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### Motivation

The goal of this software support is to provide a relatively compact set of abstractions in which the Cartesian grid embedded boundary algorithms we are developing can be expressed and implemented. The particular design we are proposing here is motivated by the following observations.

- The dependent variables in a finite difference method are represented as arrays defined on subsets of an index space.
- The transformations on arrays can be expressed as combinations of pointwise operations on the arrays, and of sums over nearby points of arrays, i.e., stencil operations.
- For standard finite difference methods on rectangular grids, the index space is the D-dimensional rectangular lattice of D-tuples of integers, where D is the spatial dimension of the problem.
- For multigrid or AMR methods, the index space is the hierarchy of $d$-dimensional rectangular lattices, where the successive members of the hierarchy are related to one another by coarsening and refinement operations. In both of these cases, the stencil operations can be expressed formally as a loop over stencil locations. In the AMR case, both the stencil locations and the locations where the stencil operations are applied are computed using a set calculus on the index space. If one fully exploits this picture to derive a set of abstractions for expressing these algorithms, it leads to a very concise implementation of the algorithms in these two domains.
- The above characterization of finite difference methods holds for the EB algorithms as well, with the critical difference that the index space is no longer a rectangular lattice, but a more complicated object. In the case of a non-hierarchical grid representation, the index space is a combination of a rectangular lattice (the Cartesian grid part) and a graph representing the irregular cell fragments that abut the irregular boundary. For a hierarchical method, we have one such index space for each level of refinement, related to one another by coarsening and refinement operations. In addition, we want to support the overall implementation strategy that the bulk of the calculations (corresponding to data defined on the rectangular lattice) are performed using rectangular array representations, thus restricting the irregular array accesses and computations to a set of codimension one.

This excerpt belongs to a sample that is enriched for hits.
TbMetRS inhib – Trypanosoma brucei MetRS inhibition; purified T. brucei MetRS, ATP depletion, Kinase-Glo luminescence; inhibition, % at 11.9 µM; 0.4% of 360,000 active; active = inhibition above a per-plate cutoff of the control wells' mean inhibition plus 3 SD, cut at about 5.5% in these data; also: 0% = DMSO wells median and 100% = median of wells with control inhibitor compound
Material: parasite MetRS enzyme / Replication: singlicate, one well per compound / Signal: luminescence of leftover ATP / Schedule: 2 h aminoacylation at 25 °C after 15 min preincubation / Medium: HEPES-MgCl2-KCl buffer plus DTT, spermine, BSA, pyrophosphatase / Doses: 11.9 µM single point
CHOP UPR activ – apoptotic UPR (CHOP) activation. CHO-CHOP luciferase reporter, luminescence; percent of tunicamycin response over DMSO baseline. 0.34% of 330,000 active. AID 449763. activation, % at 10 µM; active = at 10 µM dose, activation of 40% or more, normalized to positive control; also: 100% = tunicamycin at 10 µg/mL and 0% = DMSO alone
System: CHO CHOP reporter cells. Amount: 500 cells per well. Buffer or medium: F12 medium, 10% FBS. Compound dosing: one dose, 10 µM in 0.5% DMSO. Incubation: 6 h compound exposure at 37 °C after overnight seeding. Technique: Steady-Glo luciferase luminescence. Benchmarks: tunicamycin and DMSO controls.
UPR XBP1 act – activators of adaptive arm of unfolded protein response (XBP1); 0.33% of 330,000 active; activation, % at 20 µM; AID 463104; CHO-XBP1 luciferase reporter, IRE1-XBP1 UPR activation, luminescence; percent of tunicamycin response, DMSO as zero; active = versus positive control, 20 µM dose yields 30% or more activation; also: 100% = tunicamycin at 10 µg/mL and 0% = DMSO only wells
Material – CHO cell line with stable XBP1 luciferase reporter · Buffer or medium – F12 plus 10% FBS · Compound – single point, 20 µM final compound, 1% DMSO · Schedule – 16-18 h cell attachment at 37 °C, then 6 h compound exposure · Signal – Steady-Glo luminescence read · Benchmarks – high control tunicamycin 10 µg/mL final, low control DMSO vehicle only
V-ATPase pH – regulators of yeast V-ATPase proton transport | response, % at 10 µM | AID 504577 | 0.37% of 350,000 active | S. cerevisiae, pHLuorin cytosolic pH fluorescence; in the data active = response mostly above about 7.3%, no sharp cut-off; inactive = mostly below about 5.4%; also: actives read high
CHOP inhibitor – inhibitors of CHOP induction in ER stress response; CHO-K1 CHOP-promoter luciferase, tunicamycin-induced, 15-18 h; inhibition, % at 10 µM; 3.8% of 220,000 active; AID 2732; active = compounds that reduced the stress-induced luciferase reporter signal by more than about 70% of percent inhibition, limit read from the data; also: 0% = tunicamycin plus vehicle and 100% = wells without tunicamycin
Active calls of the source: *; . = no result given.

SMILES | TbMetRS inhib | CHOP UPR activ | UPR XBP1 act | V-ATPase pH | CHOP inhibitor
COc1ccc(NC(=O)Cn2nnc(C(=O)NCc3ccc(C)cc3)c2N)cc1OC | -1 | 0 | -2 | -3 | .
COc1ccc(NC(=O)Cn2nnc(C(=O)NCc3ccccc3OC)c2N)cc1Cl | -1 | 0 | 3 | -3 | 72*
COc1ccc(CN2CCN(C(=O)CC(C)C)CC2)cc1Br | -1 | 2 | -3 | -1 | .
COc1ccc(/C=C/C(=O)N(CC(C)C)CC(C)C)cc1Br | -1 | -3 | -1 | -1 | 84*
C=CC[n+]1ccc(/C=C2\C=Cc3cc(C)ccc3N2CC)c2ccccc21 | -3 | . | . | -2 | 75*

**Overview of the EBChombo API**

Here is a chart of the basic concepts in EBChombo. There are very important things left out but this gives the basic conceptual framework of the API.

Concept |
Chombo |
EBChombo |

Z^D |
(implied) |
EBIndexSpace |

Point in Z^D (node) |
IntVect |
VolIndex |

Connection between points (edge) |
(implied) |
FaceIndex |

Region over Z^D |
Box |
EBISBox |

Union of Rectangles in Z^D |
BoxLayout |
EBISLayout |

Data over region Z^D$ |
BaseFab |
BaseEBCellFAB, BaseEBFaceFAB |

Iterator over points |
BoxIterator |
VoFIterator, FaceIterator |